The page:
International labour movements take place when there is shortage of labour in one country and a surplus in other countries. Africa provides an example of how international labour movements took place because of the demand for labour which could not be met within the continent itself.
In the latter part of the nineteenth century rich mineral deposits were discovered in Africa. African tribesmen, who lived in their own self-sufficient economies, initially had no incentive to work on wages for European enterprises.
The mining areas, therefore, lacked a sufficient labour force, and most of the workers had to come from other areas, either of the same country or from adjoining countries, and sometimes even from distant countries. In more recent times, several Middle East countries have allowed and have even encouraged immigration from neighboring developing countries to man several skilled well as semi-skilled and unskilled jobs.
The existing population distribution sometimes acts as a demographic factor which attracts the setting up of certain industries, which in turn results in further development of the area and encourages concentration of population.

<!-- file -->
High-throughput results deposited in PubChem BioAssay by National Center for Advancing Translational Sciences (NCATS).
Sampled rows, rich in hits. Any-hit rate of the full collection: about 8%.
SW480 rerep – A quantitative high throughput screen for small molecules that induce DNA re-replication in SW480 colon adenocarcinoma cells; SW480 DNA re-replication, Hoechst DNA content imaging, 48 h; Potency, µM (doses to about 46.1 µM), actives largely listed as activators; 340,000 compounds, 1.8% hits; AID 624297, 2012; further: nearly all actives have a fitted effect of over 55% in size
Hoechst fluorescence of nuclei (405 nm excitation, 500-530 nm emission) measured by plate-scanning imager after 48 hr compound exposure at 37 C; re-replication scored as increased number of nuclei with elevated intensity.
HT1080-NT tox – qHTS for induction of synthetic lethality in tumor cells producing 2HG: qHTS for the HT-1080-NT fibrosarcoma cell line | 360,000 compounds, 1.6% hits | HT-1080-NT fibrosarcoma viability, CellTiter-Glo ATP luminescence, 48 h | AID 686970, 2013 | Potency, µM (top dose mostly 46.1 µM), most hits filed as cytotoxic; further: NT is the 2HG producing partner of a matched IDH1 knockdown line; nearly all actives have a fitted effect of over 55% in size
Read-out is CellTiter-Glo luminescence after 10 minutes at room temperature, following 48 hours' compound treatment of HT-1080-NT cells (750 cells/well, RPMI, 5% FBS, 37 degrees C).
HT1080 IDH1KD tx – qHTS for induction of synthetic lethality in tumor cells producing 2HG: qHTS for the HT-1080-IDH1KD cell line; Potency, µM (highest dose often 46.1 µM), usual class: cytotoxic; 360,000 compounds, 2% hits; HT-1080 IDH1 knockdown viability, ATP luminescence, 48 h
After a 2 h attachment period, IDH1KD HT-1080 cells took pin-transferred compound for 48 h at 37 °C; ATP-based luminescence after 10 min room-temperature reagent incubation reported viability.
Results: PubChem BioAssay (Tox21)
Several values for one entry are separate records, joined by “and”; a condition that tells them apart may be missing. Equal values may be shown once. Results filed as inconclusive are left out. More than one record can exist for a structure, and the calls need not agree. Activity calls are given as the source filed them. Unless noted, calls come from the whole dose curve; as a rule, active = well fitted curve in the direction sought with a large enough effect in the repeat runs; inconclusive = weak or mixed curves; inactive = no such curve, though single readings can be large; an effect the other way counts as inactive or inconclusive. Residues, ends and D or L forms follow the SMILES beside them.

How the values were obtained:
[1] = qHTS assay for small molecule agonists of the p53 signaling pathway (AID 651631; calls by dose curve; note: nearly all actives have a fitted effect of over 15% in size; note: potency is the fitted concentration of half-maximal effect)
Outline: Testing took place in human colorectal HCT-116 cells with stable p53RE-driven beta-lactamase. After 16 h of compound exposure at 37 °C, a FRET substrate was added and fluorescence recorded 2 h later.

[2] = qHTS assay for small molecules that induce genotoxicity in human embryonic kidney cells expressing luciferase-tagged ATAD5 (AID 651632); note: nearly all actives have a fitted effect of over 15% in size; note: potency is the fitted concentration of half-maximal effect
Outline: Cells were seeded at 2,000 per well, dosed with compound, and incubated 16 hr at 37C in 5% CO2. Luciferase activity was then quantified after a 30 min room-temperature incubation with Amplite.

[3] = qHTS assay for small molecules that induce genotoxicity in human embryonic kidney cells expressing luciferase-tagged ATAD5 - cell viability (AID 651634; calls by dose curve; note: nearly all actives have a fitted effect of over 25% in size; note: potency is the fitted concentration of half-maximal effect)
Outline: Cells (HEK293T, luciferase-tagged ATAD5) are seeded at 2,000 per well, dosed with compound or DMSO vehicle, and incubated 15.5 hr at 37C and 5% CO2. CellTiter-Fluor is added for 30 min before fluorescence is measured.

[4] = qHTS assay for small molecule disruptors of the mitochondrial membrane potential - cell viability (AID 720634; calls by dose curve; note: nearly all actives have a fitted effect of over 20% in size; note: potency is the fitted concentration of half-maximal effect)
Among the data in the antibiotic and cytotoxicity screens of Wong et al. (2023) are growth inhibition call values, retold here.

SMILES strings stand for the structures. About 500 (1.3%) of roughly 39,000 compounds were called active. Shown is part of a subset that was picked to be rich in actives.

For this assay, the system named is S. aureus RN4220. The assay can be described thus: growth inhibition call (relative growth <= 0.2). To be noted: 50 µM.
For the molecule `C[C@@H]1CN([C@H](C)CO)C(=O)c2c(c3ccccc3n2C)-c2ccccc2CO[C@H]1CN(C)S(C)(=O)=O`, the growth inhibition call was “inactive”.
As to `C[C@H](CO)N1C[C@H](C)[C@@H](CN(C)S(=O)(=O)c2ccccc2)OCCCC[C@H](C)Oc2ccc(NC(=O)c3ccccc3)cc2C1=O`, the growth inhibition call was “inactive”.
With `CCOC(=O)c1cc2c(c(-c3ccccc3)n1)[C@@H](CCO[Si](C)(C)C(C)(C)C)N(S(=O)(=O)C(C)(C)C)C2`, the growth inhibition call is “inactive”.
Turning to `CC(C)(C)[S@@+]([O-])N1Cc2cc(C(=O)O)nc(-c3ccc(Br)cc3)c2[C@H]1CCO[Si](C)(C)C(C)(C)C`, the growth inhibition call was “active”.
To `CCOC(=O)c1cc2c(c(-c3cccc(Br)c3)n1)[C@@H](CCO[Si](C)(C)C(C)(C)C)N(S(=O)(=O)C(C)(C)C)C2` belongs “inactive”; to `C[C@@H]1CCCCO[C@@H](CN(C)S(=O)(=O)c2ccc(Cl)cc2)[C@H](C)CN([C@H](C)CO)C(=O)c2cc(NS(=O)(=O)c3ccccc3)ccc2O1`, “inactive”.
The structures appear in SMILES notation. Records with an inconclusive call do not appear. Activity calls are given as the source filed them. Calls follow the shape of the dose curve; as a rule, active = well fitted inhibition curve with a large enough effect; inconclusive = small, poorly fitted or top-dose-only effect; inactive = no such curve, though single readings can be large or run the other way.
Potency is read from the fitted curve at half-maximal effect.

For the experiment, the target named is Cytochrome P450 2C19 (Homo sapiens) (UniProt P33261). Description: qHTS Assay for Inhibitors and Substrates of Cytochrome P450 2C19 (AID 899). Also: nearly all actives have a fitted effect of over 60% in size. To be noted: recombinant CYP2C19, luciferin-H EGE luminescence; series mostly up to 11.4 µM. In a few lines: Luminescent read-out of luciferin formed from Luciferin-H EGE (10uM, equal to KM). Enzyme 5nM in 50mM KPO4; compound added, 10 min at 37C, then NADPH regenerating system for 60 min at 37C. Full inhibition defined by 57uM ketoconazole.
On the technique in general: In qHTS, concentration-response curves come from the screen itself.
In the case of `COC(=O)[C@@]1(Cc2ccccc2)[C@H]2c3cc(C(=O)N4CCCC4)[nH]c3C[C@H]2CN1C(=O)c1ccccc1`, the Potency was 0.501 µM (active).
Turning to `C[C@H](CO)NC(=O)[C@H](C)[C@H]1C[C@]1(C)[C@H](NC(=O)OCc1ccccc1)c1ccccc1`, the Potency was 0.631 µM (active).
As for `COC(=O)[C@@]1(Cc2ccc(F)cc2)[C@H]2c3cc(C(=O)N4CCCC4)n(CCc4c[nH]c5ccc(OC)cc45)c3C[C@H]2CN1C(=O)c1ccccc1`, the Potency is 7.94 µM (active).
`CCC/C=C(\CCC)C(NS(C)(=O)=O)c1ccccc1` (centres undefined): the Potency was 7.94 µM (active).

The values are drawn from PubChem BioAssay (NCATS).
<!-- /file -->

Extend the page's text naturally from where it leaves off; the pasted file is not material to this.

Many industries have to be set up in proximity with the consumers of their products; conversely, wherever population concentration is great, such industries are set up.
The other reason why industries are set up is population centres is the availability of cheap labour; the location (if such industries, therefore, attracts more persons in search of employment opportunities, and thus leads to a concentration of the population.
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The Characteristics, Distribution, and Migration of Human Population on Earth's Surface
Human population has increased dramatically over the last few centuries. In 1830, more than 900 million people inhabited Earth. As the twenty-first century approaches, Earth's population is nearly six billion. At the same time, extraordinarily large and dense clusters of people are growing: Tokyo has already reached a population in excess of 25 million. The geographically informed person must understand that the growth, distribution, and movements of people on Earth's surface are the driving forces behind not only human events-social, cultural, political, and economic-but also certain physical events-large-scale flooding, resource depletion, and ecological breakdown.